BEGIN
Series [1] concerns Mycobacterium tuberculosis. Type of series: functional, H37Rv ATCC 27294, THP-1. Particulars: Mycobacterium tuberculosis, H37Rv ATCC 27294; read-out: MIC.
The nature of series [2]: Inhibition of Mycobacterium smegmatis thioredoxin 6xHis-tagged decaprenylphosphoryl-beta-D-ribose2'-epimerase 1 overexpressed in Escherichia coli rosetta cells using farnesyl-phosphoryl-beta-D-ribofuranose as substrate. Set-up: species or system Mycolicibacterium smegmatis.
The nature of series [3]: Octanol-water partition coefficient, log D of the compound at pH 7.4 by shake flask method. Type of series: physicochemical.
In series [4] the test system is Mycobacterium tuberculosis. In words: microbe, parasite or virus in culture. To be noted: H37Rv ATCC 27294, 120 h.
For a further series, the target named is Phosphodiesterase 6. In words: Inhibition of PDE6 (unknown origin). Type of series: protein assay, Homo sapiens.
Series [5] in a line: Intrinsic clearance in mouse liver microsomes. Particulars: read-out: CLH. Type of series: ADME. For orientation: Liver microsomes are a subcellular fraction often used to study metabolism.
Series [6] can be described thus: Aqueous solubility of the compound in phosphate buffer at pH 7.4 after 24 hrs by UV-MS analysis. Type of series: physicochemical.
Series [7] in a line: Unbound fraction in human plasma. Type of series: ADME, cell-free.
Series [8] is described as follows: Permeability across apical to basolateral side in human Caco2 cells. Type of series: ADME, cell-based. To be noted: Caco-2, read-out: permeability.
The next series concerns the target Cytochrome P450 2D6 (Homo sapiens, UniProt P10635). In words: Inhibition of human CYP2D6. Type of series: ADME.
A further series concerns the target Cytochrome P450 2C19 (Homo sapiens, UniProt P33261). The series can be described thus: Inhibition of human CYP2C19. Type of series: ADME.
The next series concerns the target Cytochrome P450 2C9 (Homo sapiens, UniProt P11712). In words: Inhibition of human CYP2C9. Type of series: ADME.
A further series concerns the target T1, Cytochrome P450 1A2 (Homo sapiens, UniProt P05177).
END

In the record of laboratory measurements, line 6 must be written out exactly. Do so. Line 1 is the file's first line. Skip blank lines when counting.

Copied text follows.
Series [5] in a line: Intrinsic clearance in mouse liver microsomes. Particulars: read-out: CLH. Type of series: ADME. For orientation: Liver microsomes are a subcellular fraction often used to study metabolism.